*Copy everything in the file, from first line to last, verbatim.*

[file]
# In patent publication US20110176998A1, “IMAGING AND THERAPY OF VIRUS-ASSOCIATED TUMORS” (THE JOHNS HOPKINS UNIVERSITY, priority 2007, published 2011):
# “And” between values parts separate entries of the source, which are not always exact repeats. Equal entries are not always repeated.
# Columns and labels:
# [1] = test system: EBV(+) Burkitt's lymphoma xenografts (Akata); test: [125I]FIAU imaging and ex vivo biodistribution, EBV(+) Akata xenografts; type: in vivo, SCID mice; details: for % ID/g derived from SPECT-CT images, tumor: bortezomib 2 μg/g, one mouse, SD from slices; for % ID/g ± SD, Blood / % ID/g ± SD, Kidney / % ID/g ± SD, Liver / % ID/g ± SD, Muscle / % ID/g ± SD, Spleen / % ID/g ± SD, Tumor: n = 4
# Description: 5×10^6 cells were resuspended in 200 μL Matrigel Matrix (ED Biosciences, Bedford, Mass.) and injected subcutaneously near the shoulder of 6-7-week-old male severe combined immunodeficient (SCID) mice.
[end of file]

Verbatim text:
# In patent publication US20110176998A1, “IMAGING AND THERAPY OF VIRUS-ASSOCIATED TUMORS” (THE JOHNS HOPKINS UNIVERSITY, priority 2007, published 2011):
# “And” between values parts separate entries of the source, which are not always exact repeats. Equal entries are not always repeated.
# Columns and labels:
# [1] = test system: EBV(+) Burkitt's lymphoma xenografts (Akata); test: [125I]FIAU imaging and ex vivo biodistribution, EBV(+) Akata xenografts; type: in vivo, SCID mice; details: for % ID/g derived from SPECT-CT images, tumor: bortezomib 2 μg/g, one mouse, SD from slices; for % ID/g ± SD, Blood / % ID/g ± SD, Kidney / % ID/g ± SD, Liver / % ID/g ± SD, Muscle / % ID/g ± SD, Spleen / % ID/g ± SD, Tumor: n = 4
# Description: 5×10^6 cells were resuspended in 200 μL Matrigel Matrix (ED Biosciences, Bedford, Mass.) and injected subcutaneously near the shoulder of 6-7-week-old male severe combined immunodeficient (SCID) mice.